Importing Small Volumes from China: The Ultimate Guide

Posted on 49 Comments

small volumes

It’s perfectly doable to launch a custom designed and branded product on a low budget, it’s just that you’ll need to get ready to compromise on materials, colors and sometimes even quality.

In this article, I explain what can and can’t be done when importing products from China as a small volume buyer.

1. Small volume buyers can’t always get what they want

Manufacturers in China set their MOQ requirements based on the MOQs set by their material and component suppliers. If you, for example, want to buy a 100% cotton fabric in a certain Pantone color, you must buy a volume corresponding the suppliers MOQ requirement – or they cannot sell you the product.

The alternative is to buy ‘standard materials’ that the supplier or its subcontractors use on a regular basis for multiple consumers. However, this means that you’ll have to settle for what’s available for the time being.

You cannot select colors or make other changes to material quality. Rather than getting that red cotton fabric in your preferred Pantone color, you’ll get a red cotton fabric available as a standard material – which enables the supplier to sell it at a lower volume due to the simple fact that many buyers use the same material.

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2. Buying small volumes can result in quality inconsistency

A while ago we worked with a US apparel brand that had severe quality issues due to changing materials. They were buying a wide range of clothing styles from their supplier in China, but only about 100 or 200 pcs per style.

As a result, the supplier could only use standard fabric and other components.

I called their contact person in Dongguan to better understand the situation. He quickly clarified that they did indeed change materials every or every second order.

Not because they want to, but because of the low volume per SKU forced them to use standard fabrics – which they run out of from time to time.

When they eventually do run out of certain fabric, they have to go to local wholesalers and find a similar fabric. Yet, it’s never exactly the same.

This dynamic makes it difficult, if not impossible, to offer consistent quality as a small volume buyer. You have to settle for what’s on offer, but that itself changes too.

The solution? To reach the fabric suppliers MOQ. This ultimately enabled the apparel brand to get the same fabric for each order.


3. Buy materials for more than one order

This also leads me to the next point. The apparel brand in question still wanted to stick to their concept of buying a large number of clothing styles, but only 100 or 200 pcs per SKU.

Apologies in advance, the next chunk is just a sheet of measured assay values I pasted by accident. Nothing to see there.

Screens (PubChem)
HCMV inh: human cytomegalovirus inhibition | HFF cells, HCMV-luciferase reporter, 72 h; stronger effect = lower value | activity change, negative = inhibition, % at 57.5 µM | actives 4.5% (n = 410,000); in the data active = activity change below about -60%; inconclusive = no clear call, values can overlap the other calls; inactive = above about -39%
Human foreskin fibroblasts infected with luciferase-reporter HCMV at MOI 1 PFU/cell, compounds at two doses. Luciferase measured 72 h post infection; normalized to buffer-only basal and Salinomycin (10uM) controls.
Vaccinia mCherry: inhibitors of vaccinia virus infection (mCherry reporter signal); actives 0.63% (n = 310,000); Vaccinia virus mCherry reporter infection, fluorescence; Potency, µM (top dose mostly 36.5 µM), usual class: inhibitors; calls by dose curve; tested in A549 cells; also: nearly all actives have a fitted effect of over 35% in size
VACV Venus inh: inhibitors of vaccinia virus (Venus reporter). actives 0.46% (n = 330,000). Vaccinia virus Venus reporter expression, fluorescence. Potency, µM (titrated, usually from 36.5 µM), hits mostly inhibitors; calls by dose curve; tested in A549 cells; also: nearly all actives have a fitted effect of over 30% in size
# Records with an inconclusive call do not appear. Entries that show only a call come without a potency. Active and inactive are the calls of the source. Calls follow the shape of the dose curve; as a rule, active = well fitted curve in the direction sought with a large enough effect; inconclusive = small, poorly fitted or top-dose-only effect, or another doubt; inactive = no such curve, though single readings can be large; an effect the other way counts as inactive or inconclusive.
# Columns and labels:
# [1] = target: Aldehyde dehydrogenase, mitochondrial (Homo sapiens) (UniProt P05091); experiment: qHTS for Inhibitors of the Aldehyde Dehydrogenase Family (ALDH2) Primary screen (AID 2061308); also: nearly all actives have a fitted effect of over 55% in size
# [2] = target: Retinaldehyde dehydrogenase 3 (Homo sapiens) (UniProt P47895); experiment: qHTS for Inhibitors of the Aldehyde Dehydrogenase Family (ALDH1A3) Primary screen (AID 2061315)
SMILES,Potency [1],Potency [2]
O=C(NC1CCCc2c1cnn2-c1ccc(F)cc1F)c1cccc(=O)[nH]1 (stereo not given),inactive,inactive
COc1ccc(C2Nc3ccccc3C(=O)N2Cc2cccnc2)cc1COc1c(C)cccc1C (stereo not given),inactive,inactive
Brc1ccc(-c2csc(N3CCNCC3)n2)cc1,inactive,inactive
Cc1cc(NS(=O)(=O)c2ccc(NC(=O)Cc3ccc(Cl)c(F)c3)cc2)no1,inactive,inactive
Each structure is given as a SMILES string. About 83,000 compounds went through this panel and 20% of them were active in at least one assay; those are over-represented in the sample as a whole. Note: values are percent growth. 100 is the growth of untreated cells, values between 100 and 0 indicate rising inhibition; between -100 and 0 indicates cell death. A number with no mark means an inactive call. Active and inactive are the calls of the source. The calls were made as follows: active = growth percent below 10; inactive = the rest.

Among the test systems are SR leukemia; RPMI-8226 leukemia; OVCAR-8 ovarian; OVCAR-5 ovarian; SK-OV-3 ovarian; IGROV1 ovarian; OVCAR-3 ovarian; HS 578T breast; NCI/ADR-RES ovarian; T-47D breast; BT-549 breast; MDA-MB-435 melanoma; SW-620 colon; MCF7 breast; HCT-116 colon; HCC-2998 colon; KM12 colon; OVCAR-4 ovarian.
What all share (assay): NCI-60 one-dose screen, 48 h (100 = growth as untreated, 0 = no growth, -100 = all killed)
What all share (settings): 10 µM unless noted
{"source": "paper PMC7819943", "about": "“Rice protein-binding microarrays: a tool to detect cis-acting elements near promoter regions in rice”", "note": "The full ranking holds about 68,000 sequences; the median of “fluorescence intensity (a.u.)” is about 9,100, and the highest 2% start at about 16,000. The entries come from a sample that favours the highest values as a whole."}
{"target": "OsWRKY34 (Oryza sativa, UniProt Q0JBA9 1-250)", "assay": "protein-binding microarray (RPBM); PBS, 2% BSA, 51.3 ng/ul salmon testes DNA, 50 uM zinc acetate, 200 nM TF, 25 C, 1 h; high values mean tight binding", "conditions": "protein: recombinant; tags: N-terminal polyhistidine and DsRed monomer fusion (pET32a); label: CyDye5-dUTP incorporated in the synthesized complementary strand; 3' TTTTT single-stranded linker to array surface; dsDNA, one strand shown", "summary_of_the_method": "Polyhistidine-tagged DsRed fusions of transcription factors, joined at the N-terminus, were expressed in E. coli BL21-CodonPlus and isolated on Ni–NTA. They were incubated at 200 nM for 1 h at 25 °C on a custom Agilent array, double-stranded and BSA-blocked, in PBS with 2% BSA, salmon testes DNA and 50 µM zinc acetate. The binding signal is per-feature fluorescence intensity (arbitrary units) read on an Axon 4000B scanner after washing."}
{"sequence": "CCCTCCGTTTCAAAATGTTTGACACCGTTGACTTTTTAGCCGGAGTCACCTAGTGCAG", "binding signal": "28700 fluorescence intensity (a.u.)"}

However, the fabric MOQ (e.g. 3000 meters) is more than they could use for one batch. Instead, they opted for buying fabric made specifically for them but kept the surplus material in the suppliers’ warehouse for following orders.

As such, they successfully managed to keep the order volume per SKU small, while ensuring that they get the same fabric quality each time they place an order.

The key takeaway here is that small volume buyers cannot expect negotiations to do the trick. You need to understand how the MOQs are structured, and how you can work with your supplier to set up a supply chain that works for them too.

4. Why small volume importers still should buy from manufacturers

Trading companies generally don’t offer lower volumes. This can be explained by the fact that trading companies tend to act as representatives for local manufacturers, rather than keeping products in stock themselves.

Trading companies can even make it more difficult to buy smaller volumes, as you cannot communicate directly with the factory to work out how they set their MOQs and whether you can reach some sort of compromise.

5. Products to avoid when buying small volumes

It’s not just the minimum order quantity requirements to take into consideration. Some products require lab testing and certification, which can be quite costly.

Product certification and laboratory testing are mandatory when importing electronics, children’s products, food contact materials, cosmetics, and many other goods. These certification and testing costs are often counted in the thousands of dollars – on a per product basis.

If you do manage to buy small volumes of power banks, for instance, you still can’t get around the high fixed testing and certification costs for your products.

6. Branding your product as a small volume buyer

The goods news is that small volumes generally doesn’t make it more expensive or difficult to get your product branded with your logo. Logo prints and engravings generally add less than 70 cents to the unit price and don’t have an impact on the MOQ requirement.